Community banks are building value that’s not being reflected in share prices, presenting investors with an opportunity among the stronger, more-focused local banks, said Jon C. Bruss, CEO and managing principal at Fortress Partners Capital Management, Hartland, Wis. Speaking at the annual SNL Community Bankers Conference in Atlanta last week, Bruss said many community banks have made needed repairs to their operations and may now be benefiting from a resurgence in U.S. economic activity in manufacturing, transportation, energy, chemicals and other sectors.
“The average community bank is selling at barely over tangible book value – 105 percent to 115 percent – and that means a lot of them are selling at well less than TBV,” said Bruss, whose firm provides strategic capital advice and private equity to community banks. “Well-run community banks are building value that’s not being reflected in transaction prices, and that presents an opportunity.”
Community banks are now valued lower than at any time in the past two decades, Bruss said. During that 20-year period the sector twice saw returns for community bank stocks increase by more than 200 percent.
“Banks that held steady through the crisis have seen their valuations improve and are now in a better position to optimize their value.” Bruss said. The key to investing in the sector, he added, is to determine which companies are both good banks and good investments. He noted that banks that have dealt appropriately with the interest rate environment, nurtured their net interest margins, scrubbed their loan portfolios, educated their boards of directors regarding value, and have repaid or planned for TARP obligations, “will earn premiums on their sale—if they choose to sell.”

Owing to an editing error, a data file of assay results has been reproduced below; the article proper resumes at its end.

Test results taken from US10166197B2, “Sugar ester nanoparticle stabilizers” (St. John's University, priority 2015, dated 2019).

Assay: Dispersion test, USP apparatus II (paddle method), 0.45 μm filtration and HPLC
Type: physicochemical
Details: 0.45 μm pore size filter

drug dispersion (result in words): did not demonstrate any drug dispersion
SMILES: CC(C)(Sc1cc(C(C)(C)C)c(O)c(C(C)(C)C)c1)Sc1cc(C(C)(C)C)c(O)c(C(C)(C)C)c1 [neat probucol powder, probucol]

After years of retooling, many community banks find themselves in a strong competitive position, able to “out local” the super-regional or large banks, which are typically headquartered well out of market, said Bruss. “Small business owners trust community banks for financing because of their nimble decision making, accessibility to clients, and intimate local-market knowledge,” he said.
Bruss has nearly 50 years of experience in commercial banking, finance, and investment banking. He organized and managed Town Bankshares and Town Bank, which were sold in 2004 to Wintrust Financial Corp. In 1992, he formed Fortress Bancshares, which acquired three banks and was, in turn, acquired by a publicly-traded bank holding company, Merchants & Manufacturers. It was acquired by BMO Harris.